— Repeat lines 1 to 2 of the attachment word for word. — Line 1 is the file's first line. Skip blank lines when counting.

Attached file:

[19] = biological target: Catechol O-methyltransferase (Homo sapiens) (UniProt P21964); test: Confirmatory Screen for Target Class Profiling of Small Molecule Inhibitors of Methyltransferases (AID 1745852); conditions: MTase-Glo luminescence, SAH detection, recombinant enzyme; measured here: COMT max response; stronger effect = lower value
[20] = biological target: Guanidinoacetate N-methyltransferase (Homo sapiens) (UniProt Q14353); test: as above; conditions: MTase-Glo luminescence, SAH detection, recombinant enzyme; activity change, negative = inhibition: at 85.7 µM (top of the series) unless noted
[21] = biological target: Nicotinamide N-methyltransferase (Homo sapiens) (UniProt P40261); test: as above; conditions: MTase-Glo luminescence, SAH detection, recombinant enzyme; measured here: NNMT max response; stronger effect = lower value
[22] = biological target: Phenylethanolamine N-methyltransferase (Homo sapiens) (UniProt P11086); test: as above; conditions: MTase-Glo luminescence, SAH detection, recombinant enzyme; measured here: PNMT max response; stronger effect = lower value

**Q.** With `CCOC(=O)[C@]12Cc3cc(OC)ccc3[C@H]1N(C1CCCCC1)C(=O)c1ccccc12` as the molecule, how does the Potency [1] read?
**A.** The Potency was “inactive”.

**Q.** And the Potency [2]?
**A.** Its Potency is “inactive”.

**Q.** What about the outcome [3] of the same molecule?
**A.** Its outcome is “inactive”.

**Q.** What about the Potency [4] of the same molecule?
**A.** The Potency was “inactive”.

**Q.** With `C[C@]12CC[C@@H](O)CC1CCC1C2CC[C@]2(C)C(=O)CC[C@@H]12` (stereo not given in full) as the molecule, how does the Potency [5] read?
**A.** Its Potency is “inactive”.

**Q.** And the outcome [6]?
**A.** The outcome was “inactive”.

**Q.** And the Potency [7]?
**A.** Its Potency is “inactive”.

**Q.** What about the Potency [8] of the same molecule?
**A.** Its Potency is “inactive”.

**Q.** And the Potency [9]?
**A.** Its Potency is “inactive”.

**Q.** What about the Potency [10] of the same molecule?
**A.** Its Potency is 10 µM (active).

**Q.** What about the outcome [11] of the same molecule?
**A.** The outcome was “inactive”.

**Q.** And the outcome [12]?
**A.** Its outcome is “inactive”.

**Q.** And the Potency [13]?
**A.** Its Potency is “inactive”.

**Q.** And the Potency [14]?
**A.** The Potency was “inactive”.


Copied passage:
[19] = biological target: Catechol O-methyltransferase (Homo sapiens) (UniProt P21964); test: Confirmatory Screen for Target Class Profiling of Small Molecule Inhibitors of Methyltransferases (AID 1745852); conditions: MTase-Glo luminescence, SAH detection, recombinant enzyme; measured here: COMT max response; stronger effect = lower value
[20] = biological target: Guanidinoacetate N-methyltransferase (Homo sapiens) (UniProt Q14353); test: as above; conditions: MTase-Glo luminescence, SAH detection, recombinant enzyme; activity change, negative = inhibition: at 85.7 µM (top of the series) unless noted